Cripes, youngsters, what wizard fun

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Indy Lifestyle Online
Sixty years ago, tucked in a comic called `Wizard' was an eight- page pull-out. It was the first edition of `Dandy'. Denis Gifford bought the first one - he was nine at the time - and has amassed the biggest private collection of comics in the country. Here he celebrates many happy years of Bash!, Crash!! and Aarrgh!!!

"Please," begged the headline on the front of Wizard, " hand this comic to the youngsters!"

Important social history, this: it proved that Scottish publisher D. C. Thomson knew all about the age gap which separated the 11-plus readers of his Wizard and the other titles, such as Hotspur and Rover with the kids aged six or so who spent their Saturday pennies on the comics. "Tuppenny Bloods", as parents of the period called them, were story-papers. Comics were full of pictures. It is a distinction that no longer exists except among old-time collectors of juvenile japery. Dandy, or The Dandy Comic as it was entitled back in 1937, was D. C. Thomson's first-ever comic, at least as far as us Sassenachs go. We failed to receive the benefit of their experimental Fun Section, an eight-page giveaway which started in Thomson's Sunday Post with impenetrable characters like Oor Wullie (trans: Our Willie), The Broons (trans: The Browns), and Auchtenbogle (trans: Auchtenbogle) 18 months or more before Dandy Number One was printed in English.

It hit the news-stands on 4 December 1937. Well, not quite. It is a rule of publishing that every weekly is dated for the Saturday following publication. Dandy is, or was, issued on a Friday; therefore its true birthday is 3 December, 1937. I should know; I bought it. I walked slowly home from Salmon's the Sidenham stationers reading: "The Great New Fun Paper" or "The Brilliant Coloured Comic" according to which advert you had read, while at the same time trying out my Grand Free Express Whistler, a tin flute affair described as "eight different engine whistles in one".

Although Dandy was aimed at "youngsters", as they called us kids, it is obvious that the editor, his staff, his writers and artists were all boys. In its 28 packed pages, containing no fewer than 17 strips, only two featured females - though the later arrival of Beryl the Peril more than compensated. One played second fiddle to an infant, "Sammy and his Sister", the other was a certain star in her own right. She had the right to stick her boney nose into whatever seemed to be going on beyond her ken. Keyhole Kate, of course.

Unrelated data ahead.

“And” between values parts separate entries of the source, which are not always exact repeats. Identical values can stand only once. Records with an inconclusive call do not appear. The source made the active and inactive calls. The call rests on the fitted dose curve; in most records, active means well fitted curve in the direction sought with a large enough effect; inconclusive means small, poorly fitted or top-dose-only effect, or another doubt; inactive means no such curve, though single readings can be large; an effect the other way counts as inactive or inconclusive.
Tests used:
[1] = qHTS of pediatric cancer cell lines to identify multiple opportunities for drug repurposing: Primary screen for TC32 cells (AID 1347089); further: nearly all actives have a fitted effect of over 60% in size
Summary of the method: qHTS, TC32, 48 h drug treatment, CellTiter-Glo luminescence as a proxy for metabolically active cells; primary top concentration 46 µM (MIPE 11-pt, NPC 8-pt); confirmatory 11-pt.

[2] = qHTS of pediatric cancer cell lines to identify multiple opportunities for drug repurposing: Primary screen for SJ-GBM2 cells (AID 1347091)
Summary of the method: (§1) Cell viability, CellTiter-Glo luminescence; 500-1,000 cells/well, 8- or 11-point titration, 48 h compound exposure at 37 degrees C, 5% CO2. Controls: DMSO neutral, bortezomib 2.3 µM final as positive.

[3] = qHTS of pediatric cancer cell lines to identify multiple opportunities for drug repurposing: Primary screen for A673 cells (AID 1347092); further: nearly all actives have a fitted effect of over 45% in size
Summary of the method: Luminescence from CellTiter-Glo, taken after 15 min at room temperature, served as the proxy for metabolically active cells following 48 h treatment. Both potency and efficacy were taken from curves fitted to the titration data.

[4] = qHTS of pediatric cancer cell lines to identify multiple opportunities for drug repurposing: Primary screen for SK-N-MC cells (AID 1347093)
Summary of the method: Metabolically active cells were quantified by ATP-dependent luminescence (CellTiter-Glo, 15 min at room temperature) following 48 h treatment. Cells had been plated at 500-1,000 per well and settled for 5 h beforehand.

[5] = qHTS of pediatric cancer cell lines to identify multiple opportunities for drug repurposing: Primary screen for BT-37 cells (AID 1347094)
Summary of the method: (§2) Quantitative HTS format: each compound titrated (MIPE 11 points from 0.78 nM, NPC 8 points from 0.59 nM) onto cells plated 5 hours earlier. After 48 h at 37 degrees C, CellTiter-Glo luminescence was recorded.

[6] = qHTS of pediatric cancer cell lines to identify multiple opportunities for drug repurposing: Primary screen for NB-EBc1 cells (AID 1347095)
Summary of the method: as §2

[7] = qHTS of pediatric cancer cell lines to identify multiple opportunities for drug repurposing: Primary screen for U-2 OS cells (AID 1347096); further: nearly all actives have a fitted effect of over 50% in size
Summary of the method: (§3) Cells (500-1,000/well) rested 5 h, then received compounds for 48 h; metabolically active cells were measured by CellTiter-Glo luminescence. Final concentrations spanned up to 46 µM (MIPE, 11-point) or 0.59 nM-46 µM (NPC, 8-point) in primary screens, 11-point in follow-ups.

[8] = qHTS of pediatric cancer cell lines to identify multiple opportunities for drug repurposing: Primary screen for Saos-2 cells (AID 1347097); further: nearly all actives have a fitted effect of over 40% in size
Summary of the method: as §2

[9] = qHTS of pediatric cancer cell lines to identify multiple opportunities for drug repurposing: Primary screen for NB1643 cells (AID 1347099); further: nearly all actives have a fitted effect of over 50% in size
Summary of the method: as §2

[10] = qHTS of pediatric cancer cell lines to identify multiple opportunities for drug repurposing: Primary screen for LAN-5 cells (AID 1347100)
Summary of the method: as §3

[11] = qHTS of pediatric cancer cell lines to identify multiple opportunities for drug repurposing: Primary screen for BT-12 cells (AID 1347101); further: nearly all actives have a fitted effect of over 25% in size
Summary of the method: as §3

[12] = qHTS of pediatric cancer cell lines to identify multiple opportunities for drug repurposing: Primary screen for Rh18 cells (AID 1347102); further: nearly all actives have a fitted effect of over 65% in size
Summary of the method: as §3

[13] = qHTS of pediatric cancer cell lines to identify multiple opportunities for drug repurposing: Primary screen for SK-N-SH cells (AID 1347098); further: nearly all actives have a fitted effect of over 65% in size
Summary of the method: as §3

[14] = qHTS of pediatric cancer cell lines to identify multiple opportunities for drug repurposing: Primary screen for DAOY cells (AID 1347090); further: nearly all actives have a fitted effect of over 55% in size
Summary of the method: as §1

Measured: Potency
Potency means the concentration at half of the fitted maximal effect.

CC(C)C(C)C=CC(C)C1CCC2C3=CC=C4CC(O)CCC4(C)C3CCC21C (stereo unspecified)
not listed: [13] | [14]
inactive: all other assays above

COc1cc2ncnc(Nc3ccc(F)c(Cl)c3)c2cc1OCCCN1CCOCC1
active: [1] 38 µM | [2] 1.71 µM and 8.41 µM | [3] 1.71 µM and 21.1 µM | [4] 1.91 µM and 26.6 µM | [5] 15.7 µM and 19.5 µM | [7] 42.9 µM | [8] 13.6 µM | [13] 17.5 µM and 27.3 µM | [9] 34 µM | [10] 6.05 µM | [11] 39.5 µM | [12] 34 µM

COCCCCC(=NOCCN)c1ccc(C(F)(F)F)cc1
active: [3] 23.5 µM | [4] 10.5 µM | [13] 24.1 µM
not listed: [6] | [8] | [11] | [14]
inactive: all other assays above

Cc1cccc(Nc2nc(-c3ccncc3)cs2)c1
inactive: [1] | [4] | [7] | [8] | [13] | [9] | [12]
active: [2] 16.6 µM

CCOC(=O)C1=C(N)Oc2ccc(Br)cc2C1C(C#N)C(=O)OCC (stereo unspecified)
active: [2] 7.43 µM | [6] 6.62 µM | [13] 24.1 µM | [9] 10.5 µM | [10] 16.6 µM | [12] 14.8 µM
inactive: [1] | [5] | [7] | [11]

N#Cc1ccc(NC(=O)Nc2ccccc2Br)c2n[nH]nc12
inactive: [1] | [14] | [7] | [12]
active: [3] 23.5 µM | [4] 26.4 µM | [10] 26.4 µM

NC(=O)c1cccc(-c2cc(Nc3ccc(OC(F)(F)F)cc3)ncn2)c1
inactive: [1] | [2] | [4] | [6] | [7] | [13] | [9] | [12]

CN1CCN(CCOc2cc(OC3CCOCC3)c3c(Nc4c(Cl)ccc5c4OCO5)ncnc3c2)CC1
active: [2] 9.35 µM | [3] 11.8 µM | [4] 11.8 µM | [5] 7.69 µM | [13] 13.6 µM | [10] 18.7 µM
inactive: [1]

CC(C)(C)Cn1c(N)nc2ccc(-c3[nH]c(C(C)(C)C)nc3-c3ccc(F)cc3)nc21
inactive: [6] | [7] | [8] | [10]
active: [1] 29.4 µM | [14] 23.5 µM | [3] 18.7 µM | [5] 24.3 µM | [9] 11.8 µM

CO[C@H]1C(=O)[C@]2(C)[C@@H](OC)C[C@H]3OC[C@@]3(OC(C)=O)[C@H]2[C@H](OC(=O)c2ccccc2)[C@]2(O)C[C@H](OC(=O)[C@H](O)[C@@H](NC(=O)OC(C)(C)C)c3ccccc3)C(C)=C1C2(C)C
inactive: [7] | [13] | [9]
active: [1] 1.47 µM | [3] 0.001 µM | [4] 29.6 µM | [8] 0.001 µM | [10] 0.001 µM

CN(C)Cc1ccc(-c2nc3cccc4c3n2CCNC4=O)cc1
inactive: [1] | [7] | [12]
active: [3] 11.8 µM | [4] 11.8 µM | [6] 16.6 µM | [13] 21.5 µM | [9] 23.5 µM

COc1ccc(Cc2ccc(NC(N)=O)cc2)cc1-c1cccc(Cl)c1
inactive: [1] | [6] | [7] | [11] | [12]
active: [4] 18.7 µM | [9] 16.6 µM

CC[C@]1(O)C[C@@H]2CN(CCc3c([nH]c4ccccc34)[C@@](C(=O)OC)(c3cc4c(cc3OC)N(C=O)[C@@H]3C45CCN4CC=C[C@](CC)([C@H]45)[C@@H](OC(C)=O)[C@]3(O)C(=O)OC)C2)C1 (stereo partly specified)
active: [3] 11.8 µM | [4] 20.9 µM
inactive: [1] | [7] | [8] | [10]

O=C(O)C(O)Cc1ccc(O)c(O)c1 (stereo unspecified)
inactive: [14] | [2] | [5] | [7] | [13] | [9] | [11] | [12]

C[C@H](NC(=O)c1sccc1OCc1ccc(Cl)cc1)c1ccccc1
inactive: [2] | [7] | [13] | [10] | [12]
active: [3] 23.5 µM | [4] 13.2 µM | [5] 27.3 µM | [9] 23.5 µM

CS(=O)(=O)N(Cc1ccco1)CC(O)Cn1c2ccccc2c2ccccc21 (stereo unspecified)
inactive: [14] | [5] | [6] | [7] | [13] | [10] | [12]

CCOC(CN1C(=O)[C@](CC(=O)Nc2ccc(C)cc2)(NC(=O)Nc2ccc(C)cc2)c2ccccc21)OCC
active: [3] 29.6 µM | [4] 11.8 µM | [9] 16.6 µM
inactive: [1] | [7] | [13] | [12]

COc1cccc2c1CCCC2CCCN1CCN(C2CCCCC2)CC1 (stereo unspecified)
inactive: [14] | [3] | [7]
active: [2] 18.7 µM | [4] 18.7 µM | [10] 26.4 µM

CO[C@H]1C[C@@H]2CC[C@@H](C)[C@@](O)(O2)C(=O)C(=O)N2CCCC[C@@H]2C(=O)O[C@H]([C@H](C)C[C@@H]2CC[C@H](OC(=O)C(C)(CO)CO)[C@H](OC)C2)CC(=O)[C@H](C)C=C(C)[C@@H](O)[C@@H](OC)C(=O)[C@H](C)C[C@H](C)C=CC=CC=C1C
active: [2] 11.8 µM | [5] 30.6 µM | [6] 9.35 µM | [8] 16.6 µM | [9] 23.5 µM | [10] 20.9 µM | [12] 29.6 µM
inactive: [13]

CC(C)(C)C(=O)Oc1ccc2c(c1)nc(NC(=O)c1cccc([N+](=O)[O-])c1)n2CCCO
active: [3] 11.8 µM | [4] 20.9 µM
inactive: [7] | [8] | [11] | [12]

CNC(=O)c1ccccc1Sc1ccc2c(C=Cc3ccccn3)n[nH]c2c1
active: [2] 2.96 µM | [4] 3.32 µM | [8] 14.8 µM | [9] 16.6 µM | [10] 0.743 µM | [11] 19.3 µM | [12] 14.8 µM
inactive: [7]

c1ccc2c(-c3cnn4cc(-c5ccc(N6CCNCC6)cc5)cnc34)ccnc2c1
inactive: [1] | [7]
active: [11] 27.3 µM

This gym-slipped schoolgirl was the first Thomson child to receive a weekly whack from Uncle's well-wielded walking-stick, the start of a long, long tradition that only in recent times has received the attention of the PC people. Bespectacled Kate spanned some 18 peepful years before being yanked back from retirement for further snoopings. At least the knee holes in her black stockings had been darned.

"Keyhole Kate's a little sneak, See her on this page each week!" That was the comical couplet that kicked Kate off to a sneaky start, to be followed by "He's the toughest of the tough - Watch our Danny do his stuff!"

That, of course, was Desperate Dan, who has just fooled much of the press with his pretend plans for retirement. When Dan began he was truly desperate, a squat, ugly, barrel-chested, unshaven owl-hoot, the terror of Bad Man's Gulch. Later he was tamed by the arrival of dear old Aunt Aggie, who fed him home-made cow pies with the horns in and the tails out. Cactusville became his, in the mild, if not wild, West, a unique township complete with Dundee lamp posts and tram lines. Wallowing through that first Dandy, the surprise is the comical creativeness of it all compared with this week's Gold Jubilee special. Today's Dandy is packed to the page-count with pictures, all of them funny but almost all of them starring some semi-delinquent child or other. "We like to represent our readership," says Morris Heggie, the present editor.

One of the differences between now and then is the way the young heroes are portrayed and the way they behave towards their elders. Then, they were cheekier and more disrespectful, but always got a ticking off, or even a whacking. Young people now can get away with anything.

I do miss some of the early characters. Where is Barney Boko, the tramp with the six foot nose? Where is Jimmy and his Grockle - "the queerest beast to walk on land, Jimmy's Grockle beats the band!"

Where is Hungry Horace, who over-indulged his mania for munchery for a run of 860 weeks? And what about Freddie the Fearless Fly? Dan apart, one other original character has spanned our 60 years, and that is Korky the Cat. Not quite the street moggy snatching a fishmonger's cod as he was in the beginning, and no longer the full-colour front-page hero.

This rambling recollection is not all drawn from memory. It's from a read-through of a facsimile reprint which was put out about 20 years ago. To buy that real bygone Number One I would need about pounds 4,000. Not a bad advance on the original tuppence - two old pennies that was. I make that around 400,000 per cent profit - not bad if you've got a copy.

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